Nancy Mezzacappa and her husband have a Bronxville address in the town of Eastchester, with Tuckahoe schools. The first time they visited Hackley School, in 2000, “what I saw blew us away in every way,” she says. “The curriculum, the class size, how involved the parents were. At the first parent-teacher conference, the teacher spoke as if she’d raised our daughter Gabby. She knew what she was about.”
Almost two decades later, both her children are “lifers” at Hackley, meaning they attended from kindergarten through graduation. In sixth grade, after a teacher introduced her to Chinese, Gabby started studying Mandarin and later spent two weeks in Shanghai; she majored in business and minored in Chinese at Notre Dame. Son Michael graduates this year and plans to follow his sister to Notre Dame, double-majoring in Chinese and business. “The faculty exposes them to so many amazing things,” says Mezzacappa. And because many teachers live on campus, they aren’t out the door at 3 p.m. but can linger to assist kids after school. To help pay the mid-five-figure tuition, the Mezzacappas, both lawyers, stayed in their little starter home rather than trade up to a bigger house, but “there’s not one moment we regretted the decision.”
Whether they chose private or public, today’s parents can be easy to poke fun at. How many of these types do you know?
By John Bruno Turiano; Illustrations by Chris Reed
A parent who stifles their child’s independence by overseeing every aspect of that child’s life.
These parents tend to be very loving but provide few guidelines/rules and do not expect mature behavior from their children. Can often seem more like a friend than a parental figure.
Using strict authoritarian methods, these parents pressure their children to attain high levels of academic achievement, often at the expense of emotional, social, and physical well-being.
Obnoxious Sports Parent
This parent is over-invested in their children’s sports participation, over-identifies with their child’s experience, and may even define it as their own.
Lawnmower parents go to whatever lengths necessary to prevent their children from having to face adversity, struggle, or failure, mowing down obstacles so their children won’t have to experience them.
“There’s nothing like a mom knowing her child is in a place that understands who he is.”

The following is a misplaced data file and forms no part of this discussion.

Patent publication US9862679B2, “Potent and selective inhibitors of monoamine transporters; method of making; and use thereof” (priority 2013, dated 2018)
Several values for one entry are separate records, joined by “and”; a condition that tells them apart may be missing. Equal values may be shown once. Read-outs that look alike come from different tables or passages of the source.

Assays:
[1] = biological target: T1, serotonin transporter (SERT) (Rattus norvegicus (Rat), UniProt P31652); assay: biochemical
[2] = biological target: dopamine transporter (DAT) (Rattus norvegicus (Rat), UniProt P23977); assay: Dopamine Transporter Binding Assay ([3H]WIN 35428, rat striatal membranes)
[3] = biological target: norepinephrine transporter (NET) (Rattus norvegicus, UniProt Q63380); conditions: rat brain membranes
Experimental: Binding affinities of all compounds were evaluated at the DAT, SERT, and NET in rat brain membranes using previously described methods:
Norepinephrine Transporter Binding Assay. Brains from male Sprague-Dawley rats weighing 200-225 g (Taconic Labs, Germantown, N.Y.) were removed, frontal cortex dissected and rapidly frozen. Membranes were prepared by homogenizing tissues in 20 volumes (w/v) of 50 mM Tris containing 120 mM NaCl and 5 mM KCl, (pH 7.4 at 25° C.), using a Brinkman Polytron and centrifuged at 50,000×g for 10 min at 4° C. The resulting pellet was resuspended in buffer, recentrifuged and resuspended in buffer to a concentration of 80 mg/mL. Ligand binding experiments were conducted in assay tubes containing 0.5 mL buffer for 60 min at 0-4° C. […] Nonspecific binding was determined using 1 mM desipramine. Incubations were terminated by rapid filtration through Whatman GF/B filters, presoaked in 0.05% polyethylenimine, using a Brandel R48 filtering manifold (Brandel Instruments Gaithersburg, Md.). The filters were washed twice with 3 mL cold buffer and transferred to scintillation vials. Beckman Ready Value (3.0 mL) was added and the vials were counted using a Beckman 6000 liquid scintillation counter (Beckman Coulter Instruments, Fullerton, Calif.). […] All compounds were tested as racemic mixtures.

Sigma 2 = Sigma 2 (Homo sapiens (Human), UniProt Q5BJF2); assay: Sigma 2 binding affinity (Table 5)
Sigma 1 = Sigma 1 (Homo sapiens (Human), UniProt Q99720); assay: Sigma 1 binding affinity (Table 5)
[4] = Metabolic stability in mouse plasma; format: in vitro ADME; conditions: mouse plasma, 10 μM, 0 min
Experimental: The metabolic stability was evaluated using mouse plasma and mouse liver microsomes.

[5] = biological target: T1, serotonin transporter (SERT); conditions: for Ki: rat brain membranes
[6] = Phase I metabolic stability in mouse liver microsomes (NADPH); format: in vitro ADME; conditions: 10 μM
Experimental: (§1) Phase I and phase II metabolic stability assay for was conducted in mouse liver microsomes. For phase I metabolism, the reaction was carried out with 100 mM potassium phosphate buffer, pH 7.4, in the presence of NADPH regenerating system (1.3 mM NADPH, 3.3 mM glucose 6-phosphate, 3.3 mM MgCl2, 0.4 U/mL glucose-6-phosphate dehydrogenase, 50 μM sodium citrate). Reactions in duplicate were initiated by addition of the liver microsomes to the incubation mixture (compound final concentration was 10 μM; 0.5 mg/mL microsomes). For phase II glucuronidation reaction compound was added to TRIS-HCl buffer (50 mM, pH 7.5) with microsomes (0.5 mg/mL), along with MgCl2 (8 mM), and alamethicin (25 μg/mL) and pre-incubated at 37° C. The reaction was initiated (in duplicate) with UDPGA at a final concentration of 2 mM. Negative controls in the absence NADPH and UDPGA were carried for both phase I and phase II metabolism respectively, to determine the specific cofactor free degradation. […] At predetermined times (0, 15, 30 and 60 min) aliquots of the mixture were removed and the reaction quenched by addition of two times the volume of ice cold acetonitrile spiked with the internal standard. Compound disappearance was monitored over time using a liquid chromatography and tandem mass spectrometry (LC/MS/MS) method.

Soundview Preparatory school in Yorktown Heights has only 60 students, in grades 6 through 12. It’s headquartered in a 19th-century mansion on a bucolic 13-acre campus that includes a pond with a resident heron. Soundview is a safe place for students who might not fit in at other schools, who think and learn differently, and who may have been bullied as a result.
“Soundview is for intellectually curious children who might be slightly quirky, who want academic challenge and rigor, but may need it at a slightly different pace,” says Yonkers resident Linda Holden Bryant, whose son Ian attends Soundview. Her other son goes to Hackley. “I love the schools in very different ways because my kids are different people. As parents, you can’t fall into the trap of every school fits all, because it doesn’t.”
“You can get lost in the independent school system, especially if you’re the shy kid who’s not extremely outgoing,” says Bryant’s friend Candace Evans, who also lives in the Park Hill section of Yonkers. Her son Josh wasn’t thriving at another boys’ school outside Westchester, but at Soundview, “he’s done a 180. He used to have stomach aches at his other school. He hasn’t had a stomach issue since he started here.”
Soundview’s nurturing environment starts with no admissions test. The average class size is seven students. An innovative Flexible Support Center, run by a licensed psychotherapist and learning specialist, helps with study habits, organizational skills, and homework. There are no tryouts for sports, so everyone gets in the game. There are AP courses and electives, like marine biology and forensics, and many students go on to top colleges. Its music program is run by professional musicians, including Lady Gaga’s jazz pianist, in a vintage chapel converted to a music conservatory and recording studio.